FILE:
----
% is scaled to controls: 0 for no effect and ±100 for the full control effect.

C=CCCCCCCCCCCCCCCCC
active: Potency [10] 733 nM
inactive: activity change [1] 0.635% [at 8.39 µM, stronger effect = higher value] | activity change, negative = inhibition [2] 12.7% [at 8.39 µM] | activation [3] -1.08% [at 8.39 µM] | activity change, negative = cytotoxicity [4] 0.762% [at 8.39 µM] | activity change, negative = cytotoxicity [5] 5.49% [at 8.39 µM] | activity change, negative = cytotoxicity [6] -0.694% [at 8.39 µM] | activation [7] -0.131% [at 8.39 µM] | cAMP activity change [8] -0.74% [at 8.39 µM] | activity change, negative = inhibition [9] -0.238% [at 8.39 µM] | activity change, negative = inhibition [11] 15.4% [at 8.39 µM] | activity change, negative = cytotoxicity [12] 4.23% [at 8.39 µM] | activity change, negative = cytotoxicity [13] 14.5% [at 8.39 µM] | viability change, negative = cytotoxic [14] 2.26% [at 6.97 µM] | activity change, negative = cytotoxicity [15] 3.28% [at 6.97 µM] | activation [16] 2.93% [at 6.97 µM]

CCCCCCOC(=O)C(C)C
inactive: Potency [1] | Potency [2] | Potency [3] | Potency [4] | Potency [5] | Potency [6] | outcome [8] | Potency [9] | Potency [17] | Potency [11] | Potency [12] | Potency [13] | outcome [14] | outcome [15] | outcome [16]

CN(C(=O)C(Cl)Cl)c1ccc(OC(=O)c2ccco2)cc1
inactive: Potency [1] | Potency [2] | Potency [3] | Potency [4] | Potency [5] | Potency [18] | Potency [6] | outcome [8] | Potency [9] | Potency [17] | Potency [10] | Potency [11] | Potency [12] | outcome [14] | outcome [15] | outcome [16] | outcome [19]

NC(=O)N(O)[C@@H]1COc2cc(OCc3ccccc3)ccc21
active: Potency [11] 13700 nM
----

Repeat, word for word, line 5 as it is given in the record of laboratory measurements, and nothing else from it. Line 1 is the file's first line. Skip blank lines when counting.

CCCCCCOC(=O)C(C)C